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Tommy Waller: U.S. Power Grid Vulnerable to Everything from EMP Bombs to Rifle Bullets

Tommy Waller: U.S. Power Grid Vulnerable to Everything from EMP Bombs to Rifle Bullets

25 Feb 2019
President of Special Projects for the Center for Security Policy Tommy Waller joined SiriusXM host Amanda House on Breitbart News Sunday to discuss the vulnerability of America’s power grid to sabotage.
With over 300 million users, the complex American power grid is “the foundation upon which all of our critical infrastructures function,” and Waller cautioned it has several components that are particularly vulnerable to sabotage.
“One of them are these extra-high-voltage transformers, EHV transformers,” he said. “In order for electricity to be transmitted over a long distance, they have to step the voltage up. At the end of that transfer, they have to step the voltage down.”
“Those transformers are essentially irreplaceable. It takes about 18 months to build them. They’re custom-built, almost exclusively overseas. We have roughly 2,000 of these EHV transformers around the country and most of them are completely unprotected,” he said.
Waller said another vulnerability is presented by the SCADA controls, the Supervisory Control and Data Acquisition computers that allow the grid to function.
“Without the SCADAs to run the grid, you could of course have an upset. You could have some limited damage. But the transformers – without those transformers in our current grid infrastructure, if those were to go away, you would have a loss of electricity for a very, very long time,” he said.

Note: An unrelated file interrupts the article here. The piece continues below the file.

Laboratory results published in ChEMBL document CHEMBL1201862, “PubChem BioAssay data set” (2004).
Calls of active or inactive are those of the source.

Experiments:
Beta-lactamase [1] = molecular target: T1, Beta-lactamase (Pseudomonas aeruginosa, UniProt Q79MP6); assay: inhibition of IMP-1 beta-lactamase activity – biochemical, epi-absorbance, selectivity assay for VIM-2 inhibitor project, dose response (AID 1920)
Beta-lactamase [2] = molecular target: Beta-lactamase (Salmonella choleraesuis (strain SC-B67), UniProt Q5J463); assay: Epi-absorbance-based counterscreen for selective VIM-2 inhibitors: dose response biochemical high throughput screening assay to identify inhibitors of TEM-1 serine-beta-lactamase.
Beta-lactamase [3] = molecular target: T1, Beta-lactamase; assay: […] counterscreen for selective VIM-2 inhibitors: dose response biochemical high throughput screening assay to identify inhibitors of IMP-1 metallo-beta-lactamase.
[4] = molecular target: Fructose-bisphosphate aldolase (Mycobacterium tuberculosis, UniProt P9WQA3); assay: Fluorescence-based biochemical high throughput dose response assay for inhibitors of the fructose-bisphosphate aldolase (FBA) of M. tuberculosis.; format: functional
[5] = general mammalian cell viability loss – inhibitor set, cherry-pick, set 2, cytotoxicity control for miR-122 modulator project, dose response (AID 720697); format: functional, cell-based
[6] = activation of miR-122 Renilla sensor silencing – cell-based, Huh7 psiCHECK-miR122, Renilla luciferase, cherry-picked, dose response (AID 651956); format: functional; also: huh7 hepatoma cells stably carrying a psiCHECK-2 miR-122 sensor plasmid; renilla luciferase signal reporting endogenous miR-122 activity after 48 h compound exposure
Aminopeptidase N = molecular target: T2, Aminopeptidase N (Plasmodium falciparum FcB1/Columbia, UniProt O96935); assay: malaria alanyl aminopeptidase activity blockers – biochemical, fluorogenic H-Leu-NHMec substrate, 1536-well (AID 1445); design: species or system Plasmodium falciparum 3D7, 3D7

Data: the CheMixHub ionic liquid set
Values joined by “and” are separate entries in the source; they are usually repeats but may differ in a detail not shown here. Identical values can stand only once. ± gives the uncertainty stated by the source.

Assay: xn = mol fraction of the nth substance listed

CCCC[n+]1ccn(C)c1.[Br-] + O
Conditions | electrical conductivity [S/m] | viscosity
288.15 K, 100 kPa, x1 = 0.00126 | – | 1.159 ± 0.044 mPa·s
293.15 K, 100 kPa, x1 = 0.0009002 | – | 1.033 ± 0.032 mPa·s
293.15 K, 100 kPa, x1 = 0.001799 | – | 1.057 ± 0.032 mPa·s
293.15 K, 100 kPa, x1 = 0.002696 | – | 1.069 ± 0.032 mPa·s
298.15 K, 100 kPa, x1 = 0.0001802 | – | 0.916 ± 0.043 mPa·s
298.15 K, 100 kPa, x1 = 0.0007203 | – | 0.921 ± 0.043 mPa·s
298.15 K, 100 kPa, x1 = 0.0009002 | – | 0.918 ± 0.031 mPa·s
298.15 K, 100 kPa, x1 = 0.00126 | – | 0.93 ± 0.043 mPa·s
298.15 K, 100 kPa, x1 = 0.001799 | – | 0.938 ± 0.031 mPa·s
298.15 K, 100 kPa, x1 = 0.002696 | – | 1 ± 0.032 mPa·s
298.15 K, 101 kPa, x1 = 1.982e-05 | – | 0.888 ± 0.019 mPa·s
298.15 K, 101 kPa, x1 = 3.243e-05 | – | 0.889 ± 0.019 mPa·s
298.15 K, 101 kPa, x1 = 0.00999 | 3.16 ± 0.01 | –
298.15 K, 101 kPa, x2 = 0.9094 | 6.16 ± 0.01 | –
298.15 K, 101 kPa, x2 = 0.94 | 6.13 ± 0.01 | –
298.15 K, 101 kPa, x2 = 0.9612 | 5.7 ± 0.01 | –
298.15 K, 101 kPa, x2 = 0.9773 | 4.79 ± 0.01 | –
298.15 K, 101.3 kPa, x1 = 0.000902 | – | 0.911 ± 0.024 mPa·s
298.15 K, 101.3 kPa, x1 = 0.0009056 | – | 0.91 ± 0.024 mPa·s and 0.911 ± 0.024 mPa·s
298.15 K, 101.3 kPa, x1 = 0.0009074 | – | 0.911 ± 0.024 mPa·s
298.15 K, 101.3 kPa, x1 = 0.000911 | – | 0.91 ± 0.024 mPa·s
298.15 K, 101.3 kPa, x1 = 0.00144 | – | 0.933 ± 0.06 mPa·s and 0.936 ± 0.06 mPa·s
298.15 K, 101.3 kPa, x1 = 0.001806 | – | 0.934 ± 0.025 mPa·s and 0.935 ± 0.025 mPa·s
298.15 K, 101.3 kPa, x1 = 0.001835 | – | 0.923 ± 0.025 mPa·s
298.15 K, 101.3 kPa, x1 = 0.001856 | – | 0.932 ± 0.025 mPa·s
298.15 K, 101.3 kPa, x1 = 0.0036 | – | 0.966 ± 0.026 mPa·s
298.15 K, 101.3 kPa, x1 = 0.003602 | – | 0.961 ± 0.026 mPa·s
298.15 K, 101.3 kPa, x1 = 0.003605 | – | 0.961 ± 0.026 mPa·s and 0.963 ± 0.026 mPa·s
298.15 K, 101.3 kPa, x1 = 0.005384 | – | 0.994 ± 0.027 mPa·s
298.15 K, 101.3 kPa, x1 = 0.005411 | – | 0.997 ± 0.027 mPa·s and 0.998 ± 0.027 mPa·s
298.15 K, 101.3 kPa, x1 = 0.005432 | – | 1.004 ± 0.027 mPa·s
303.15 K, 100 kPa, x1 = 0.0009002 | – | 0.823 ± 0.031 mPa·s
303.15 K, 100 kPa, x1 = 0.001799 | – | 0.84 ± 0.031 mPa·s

Waller clarified that sabotage, which could involve methods as crude as physically wrecking the transformers with simple weapons or explosives, could compromise the power grid for much longer than the days or weeks of power loss associated with hurricanes and other natural events.
“A study done by the Federal Energy Regulatory Commission found that just the right nine substations attacked in the United States – if someone just with rifles attacked the right nine substations – the cascading failures and power outages could put us in a blackout that could last about 18 months,” he reported.
Waller said the most catastrophic possible attack would be conducted with an electromagnetic pulse (EMP) weapon, or possibly a natural phenomenon that duplicates the effects of one. He explained the EMP phenomenon was first discovered when the United States began conducting nuclear bomb tests outside of the Earth’s atmosphere, an altitude of about 30 kilometers or higher. The strength of the electromagnetic pulse released by a nuclear blast outside of the atmosphere stunned the researchers who discovered it.
“What happens when a nuclear weapon detonates at that altitude is, there’s three series of pulses. One, the E1 pulse, happens within a manner of nanoseconds. Every electron is stripped off of every atom and travels towards Earth in a manner of nanoseconds,” he explained.
“That E1 pulse can couple into really, really small conductors in electronics, so the computers that we operate everything in our lives with – our cell phones, if they are plugged in, chances are they will get fried. The vehicles that we drive, many of them could fail to function because of that E1 pulse,” he said.
“Within a fraction of a second, that E1 pulse is followed by E2, which is much like natural lightning – but just imagine natural lightning that takes place at one point, this would be over a widespread area,” he continued.
This would be followed by the E3 pulse, a wave of energy released as the nuclear explosion interacts with the Earth’s magnetosphere, much as the aurora borealis is created by much less violent shifts in the magnetosphere or solar storms cause relatively mild magnetic disruptions when the energy they release reaches our planet.
Waller explained the E3 pulse from a nuclear EMP strike would not inflict as much damage on electronics as the E1 pulse did, but it would have catastrophic effects on the long conductors found in our power grid and communications networks, from power transmission lines to fiber optics. The resulting power surge through the grid could destroy devices connected to it, including the computers and transformers vital to grid operation.
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Source: Tommy Waller: U.S. Power Grid Vulnerable to Everything from EMP Bombs to Rifle Bullets

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